There is a lyric in the song "Take Your Shirt Off," "Memories of those ungendered dreams." What did you mean by that?
That song is kind of about my childhood, and learning about what my gender was, and what my gender expression was. I think I always thought of myself as some androgynous body when I was a kid, maybe even before I understood what gender and sexuality was all about. That song is kind of about this one time that I remember being in my backyard, and I wasn't wearing a shirt, and my Dad was mowing the lawn. My Mom yelled down, "Tell her to put a shirt on!" I remember my Dad being kind of like, "Why, who cares?" I think it was a moment where I realized my Mom was like, "Girls can't be without their shirt," or something. So that song is this memory of me kind of not understanding that I was different, but knowing that I was, subconsciously. I really love that song, too.
You touched on the "famous" JD and the "normal" JD. What are the differences and similarities between the two?
Well, I think that song "Neon Poles" is a good idea of what you're talking about, which is the idea of a duality. I think a lot of people have it, but I think its kind of more magnified when you add fame into the picture, just because you want the public to see a certain side, or its important for the public to see a certain side. In the past couple years its been just kind of complicated for me to approach thinking about things politically and personally, and trying to figure out a way to stay true to myself, but also be responsible as my persona...I've really learned that keeping my personal life personal is pretty important, and having a place that's just for me is important.
Provided by JD Samson
Your new album, Labor, is really personal. Does it feel vulnerable, getting up on stage and telling secrets?
This is the first record where all the sudden, I'm telling shit that I don't even tell my therapist. It does feel really weird, and its kind of mixed with the concept that, this tour, all the sudden, I'm not playing an instrument. That coupled with the content, I'm feeling really vulnerable. It's a really interesting time in terms of vulnerability and performance. I just have this image of playing in Le Tigre and singing "Visibility," which was a song about butch lesbian visibility, and I just remember looking into the crowd and feeling like these people have my back. For the most part, I consider audiences to be a really powerful, loving friend of mine.
For Labor, MEN worked with outside producers for the first time. What were differences in the recording process? Did you feel like you had different expectations?
I think this one felt a lot more like it was time to have a strategy. I mean, I think also working in the music industry...its slowly changed a lot. In 2007 when the band started, and we put out a little EP, people were still buying music a little more. It was pre-Spotify. So now its really different and you have to think really hard if you want to make money. Its been a process for sure. I think we dealt with questions pertaining to this in terms of genre, in terms of content, in terms of label, press -- a lot of the stuff that we hadn't really thought of before. We were kind of just like, we are who we are, this is it. So as much as that's hard to admit, I think it's the truth, and its important to think about when you're trying to make your art your business.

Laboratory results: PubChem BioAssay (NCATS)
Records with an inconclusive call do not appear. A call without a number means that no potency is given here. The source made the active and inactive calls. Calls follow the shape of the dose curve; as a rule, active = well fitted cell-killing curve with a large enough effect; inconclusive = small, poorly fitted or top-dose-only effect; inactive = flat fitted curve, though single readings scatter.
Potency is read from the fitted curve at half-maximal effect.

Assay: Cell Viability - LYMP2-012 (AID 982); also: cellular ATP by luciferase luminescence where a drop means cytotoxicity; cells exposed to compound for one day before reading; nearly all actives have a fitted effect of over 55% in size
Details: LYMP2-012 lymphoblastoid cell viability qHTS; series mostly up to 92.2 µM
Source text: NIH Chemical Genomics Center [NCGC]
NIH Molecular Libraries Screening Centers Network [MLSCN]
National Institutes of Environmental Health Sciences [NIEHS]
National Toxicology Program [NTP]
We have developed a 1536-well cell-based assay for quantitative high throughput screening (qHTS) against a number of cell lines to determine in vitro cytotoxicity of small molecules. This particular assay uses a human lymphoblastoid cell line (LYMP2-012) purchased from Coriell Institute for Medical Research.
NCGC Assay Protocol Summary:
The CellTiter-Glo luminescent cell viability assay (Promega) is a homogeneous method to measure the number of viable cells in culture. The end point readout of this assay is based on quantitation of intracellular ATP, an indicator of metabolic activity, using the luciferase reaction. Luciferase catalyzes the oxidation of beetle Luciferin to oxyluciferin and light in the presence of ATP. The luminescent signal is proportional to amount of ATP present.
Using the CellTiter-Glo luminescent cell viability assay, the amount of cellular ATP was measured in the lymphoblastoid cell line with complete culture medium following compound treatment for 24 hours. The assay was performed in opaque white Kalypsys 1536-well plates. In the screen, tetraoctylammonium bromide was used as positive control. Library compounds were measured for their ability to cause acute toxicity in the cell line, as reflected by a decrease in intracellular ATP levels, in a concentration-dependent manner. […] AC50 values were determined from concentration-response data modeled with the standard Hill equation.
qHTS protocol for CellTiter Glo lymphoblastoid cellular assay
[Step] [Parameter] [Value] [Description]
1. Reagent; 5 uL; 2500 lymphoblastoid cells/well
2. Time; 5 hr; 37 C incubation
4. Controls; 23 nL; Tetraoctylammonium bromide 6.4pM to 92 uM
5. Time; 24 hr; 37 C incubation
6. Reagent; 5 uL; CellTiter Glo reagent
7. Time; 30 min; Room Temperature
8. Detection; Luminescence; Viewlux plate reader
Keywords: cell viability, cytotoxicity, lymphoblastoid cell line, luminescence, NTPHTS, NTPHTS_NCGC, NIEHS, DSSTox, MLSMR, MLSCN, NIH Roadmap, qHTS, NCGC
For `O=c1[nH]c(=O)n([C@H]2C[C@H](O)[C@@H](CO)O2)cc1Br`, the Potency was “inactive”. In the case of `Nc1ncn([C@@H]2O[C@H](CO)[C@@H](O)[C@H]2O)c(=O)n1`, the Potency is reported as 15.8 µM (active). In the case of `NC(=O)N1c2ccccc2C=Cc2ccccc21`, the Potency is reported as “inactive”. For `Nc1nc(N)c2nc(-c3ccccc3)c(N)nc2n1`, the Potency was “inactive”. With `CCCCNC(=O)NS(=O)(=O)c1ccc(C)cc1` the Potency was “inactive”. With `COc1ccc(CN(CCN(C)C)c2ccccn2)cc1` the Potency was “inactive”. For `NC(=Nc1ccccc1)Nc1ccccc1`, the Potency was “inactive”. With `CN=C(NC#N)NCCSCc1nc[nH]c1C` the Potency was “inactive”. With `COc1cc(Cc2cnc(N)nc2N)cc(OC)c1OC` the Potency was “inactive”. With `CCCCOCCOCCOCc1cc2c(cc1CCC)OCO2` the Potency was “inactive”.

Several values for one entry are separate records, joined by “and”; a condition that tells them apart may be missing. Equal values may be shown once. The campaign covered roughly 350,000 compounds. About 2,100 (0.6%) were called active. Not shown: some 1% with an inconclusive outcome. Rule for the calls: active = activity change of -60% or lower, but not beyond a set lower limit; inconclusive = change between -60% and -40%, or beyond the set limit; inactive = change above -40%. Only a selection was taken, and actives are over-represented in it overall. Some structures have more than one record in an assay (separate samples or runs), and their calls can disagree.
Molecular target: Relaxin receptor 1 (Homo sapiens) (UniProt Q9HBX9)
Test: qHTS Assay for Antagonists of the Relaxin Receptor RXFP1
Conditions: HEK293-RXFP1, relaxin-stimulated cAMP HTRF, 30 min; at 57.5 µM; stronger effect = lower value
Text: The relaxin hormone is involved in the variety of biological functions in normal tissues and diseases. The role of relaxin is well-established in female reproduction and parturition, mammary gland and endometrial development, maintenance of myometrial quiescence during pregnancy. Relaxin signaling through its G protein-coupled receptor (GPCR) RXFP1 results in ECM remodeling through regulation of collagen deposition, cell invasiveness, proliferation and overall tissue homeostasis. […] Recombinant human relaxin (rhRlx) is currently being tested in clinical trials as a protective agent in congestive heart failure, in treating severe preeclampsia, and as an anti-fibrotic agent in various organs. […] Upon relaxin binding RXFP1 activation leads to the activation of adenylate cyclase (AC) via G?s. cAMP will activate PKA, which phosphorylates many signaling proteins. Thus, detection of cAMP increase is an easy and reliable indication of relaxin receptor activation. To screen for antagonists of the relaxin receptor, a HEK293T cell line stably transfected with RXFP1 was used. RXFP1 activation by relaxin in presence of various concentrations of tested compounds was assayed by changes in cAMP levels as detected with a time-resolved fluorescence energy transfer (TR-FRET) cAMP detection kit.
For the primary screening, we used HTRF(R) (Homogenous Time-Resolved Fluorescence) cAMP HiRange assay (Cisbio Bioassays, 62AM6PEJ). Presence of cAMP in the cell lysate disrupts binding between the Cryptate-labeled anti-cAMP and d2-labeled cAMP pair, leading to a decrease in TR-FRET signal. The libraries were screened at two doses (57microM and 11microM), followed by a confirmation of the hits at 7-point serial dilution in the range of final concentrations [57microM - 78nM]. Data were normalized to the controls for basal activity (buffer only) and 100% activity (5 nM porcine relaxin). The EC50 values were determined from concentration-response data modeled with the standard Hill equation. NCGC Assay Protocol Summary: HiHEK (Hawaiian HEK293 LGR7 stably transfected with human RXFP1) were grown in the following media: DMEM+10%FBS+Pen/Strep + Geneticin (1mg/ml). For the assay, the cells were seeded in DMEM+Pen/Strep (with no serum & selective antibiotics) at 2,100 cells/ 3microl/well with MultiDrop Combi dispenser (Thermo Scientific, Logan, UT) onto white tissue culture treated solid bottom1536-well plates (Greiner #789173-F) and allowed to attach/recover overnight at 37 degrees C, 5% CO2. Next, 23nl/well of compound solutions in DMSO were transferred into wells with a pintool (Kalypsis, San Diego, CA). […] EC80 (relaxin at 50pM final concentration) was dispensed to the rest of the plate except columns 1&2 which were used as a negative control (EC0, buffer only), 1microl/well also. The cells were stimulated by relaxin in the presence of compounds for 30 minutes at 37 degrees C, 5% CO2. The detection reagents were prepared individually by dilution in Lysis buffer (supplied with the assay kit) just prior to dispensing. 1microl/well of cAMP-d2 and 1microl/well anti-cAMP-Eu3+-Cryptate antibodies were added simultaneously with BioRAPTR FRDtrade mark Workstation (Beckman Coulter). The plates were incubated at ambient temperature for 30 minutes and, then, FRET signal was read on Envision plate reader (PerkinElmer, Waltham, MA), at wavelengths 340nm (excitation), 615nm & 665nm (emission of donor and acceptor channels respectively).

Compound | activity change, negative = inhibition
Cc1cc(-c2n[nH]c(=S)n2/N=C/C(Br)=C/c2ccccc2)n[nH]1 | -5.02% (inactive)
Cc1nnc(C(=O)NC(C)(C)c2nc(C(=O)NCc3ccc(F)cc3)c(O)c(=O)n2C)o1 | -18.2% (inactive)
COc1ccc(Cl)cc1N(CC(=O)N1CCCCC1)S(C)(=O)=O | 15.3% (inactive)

What other projects are you working on right now? You've put out some calendars in the past; are there more in the works?
I'm actually doing a lot of audio art stuff for different collaborations. I'm working on a symposium called Sex in Sound, and that is about gender and sound in music. That is going to be in New York at the City University of New York in February. I'm doing a DJ set that is not actually a DJ set. Its going to look like I'm djing, but I'm king of like, creating feminist response to the songs, whether I'm playing them backwards or adding a beat from a feminist song on top of a fucked up misogynist song. So, I'm doing that, and I'm doing sound for a performance for a dance project by Katie Pyle, and working on another sound project for this amazing artist named Laura Vitale, who did the making of our video. So yeah, I'm doing a lot of stuff like that right now, which is really fun for me. A calendar, I don't know, we talk about doing it all the time, but I'm always like, get ready for me to have grey hair! Soon! Its coming!
What kind of things do you have in store for us at you upcoming show in Minneapolis?
Well, you'll see!!
JD Samson and MEN are playing at the 7th Street Entry with Kitten Forever this Saturday, February 1. Tickets are $12 advance/$14 door, doors at 8 pm, 18+.